There are certain words in the English language we use so often that we forget what they really mean. For example, when was the last time you used the word “literally” when you were clearly exaggerating? Or said something was “awesome” when it was far from awe-inspiring.
Another word that often gets used outside its true meaning is “compassion.” More and more I hear this word used to mean feeling sorry for someone; however, compassion means a lot more than that. It is actually derived from two Latin roots: passion which means “to suffer” (think of the passion of Christ), and com which means “with.” When we are compassionate, we suffer with someone. We walk alongside them and feel what they are feeling in an intimate way.
When I think about compassion, I think about my dad. He was a man who was full of compassion, and I have been blessed to not only receive compassion from him, but to give it back to him as well.
When I was a little girl I hated going to bed. I am the youngest of six, and whenever I was told it was my bedtime, I was convinced that everyone else was staying up late playing games and having fun without me. I can remember several nights when I would lie in bed crying and staring at the ceiling, convinced no one cared about me.
But then I would notice a sliver of light as my door cracked open, and my dad would be standing in the doorway. He wouldn’t get me out of bed — he knew my mom had decreed bedtime and that he had no power to undo it. But he would lie beside me while I cried and would make sure that I knew I wasn’t alone.
Last June I was given the opportunity to return this compassion when my dad passed away after a yearlong journey with brain cancer. Dad’s illness slowly took away his ability to use his body. First he could not move his legs, and then his arms became too clumsy to be useful. Eventually he could not speak, but his eyes still lit up every time he saw me. Although he was completely dependent on his caregivers, it was clear that every moment he spent with his family was worth living.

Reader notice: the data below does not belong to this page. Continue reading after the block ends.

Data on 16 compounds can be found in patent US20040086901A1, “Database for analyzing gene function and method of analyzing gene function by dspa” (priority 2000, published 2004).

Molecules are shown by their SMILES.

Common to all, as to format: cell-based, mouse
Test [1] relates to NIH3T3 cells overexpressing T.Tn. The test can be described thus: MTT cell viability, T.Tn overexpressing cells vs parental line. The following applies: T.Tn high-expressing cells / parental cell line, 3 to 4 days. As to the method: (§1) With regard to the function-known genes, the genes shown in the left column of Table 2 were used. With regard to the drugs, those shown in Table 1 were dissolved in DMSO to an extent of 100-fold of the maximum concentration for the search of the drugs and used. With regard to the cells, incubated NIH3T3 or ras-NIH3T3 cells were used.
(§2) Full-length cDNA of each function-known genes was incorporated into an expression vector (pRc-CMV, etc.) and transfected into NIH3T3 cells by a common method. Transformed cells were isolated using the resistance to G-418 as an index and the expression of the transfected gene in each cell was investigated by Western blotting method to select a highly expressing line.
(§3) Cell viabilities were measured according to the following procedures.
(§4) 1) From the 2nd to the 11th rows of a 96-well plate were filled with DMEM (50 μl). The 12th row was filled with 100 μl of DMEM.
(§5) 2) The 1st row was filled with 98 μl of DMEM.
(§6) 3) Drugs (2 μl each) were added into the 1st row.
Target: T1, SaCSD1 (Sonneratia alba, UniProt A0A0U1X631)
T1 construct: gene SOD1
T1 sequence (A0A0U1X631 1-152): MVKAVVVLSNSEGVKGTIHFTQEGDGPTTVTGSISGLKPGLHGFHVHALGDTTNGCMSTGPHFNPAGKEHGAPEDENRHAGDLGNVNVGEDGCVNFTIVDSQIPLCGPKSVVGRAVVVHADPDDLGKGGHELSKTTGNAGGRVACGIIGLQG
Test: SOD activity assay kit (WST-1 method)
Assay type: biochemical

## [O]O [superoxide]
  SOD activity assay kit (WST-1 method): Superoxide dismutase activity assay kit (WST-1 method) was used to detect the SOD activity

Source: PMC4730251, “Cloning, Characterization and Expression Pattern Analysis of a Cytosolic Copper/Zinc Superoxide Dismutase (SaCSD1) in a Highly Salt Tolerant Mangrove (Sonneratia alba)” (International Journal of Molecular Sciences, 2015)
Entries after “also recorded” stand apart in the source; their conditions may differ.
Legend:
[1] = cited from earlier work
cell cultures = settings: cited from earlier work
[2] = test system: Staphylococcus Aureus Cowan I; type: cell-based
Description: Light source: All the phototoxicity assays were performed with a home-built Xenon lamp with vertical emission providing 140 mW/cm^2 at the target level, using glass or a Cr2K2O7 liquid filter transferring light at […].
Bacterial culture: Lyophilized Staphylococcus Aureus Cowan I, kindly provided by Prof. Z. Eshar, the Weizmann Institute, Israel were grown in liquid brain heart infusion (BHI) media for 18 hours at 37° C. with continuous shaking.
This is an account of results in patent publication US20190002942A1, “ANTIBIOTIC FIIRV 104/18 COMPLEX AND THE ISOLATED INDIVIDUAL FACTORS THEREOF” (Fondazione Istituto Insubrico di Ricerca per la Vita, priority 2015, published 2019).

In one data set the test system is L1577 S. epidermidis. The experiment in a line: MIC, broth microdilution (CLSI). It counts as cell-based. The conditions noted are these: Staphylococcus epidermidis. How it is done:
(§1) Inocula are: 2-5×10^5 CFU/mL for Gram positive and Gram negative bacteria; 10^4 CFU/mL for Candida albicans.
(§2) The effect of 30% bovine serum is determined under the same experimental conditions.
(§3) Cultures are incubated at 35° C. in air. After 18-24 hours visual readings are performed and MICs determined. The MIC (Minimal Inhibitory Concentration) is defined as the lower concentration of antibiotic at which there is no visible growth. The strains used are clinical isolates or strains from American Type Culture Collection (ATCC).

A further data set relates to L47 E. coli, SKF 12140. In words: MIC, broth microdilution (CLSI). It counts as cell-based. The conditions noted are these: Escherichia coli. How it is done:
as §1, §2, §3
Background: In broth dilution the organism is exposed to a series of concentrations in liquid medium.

The final weeks of dad’s life were filled with suffering, but my family and I stayed with him, knowing he needed us by his side as he completed his journey. We kept track of how often he was turned in his bed; we planned parties at his care home so he would feel involved; and we told lots of jokes to keep him smiling. In his final moments my mother, my aunt and I sang his favourite hymn to him, knowing we had cherished every moment that had been given to us.
In those moments, I finally understood why my dad had laid beside me so many times when I was a child. When you love someone, your decision is made for you: you are already experiencing their suffering whether you want to or not. The only choice you have is whether or not to open yourself to feel this pain and commit yourself to being present.
If there is one other thing I can say about my journey with my dad, it is that our suffering as a family would have been considerably eased if we had had access to hospice care. Dad lived his final three months in a long-term care facility that was staffed by awesome (in the truest sense) people, but they did not have the resources they needed to give him the care he deserved. A hospice would have provided him with simple yet critical care: regular baths, an opportunity for home-cooked meals, and more frequent visits from a specialized physician as his condition changed.
People with illnesses similar to my dad’s need a type of care that can only be provided by hospice care, something that is currently sparsely available in Saskatchewan. However there are projects underway to try to improve access to this type of care. Contact the Hospice Palliative Care Association of Saskatchewan to learn more about how you can help ensure families are given the support they need to journey compassionately with those they love.
Compassion is so much more than wanting to end another person”s suffering. It’s having the courage to walk down a path that all of us would prefer to never have to walk down. True compassion — true love — is lying with someone in the dark when there is nothing else you can do.
Deutscher holds an MA in Public Ethics from St. Paul University in Ottawa. She recently attained a PhD in public policy at the University of Saskatchewan.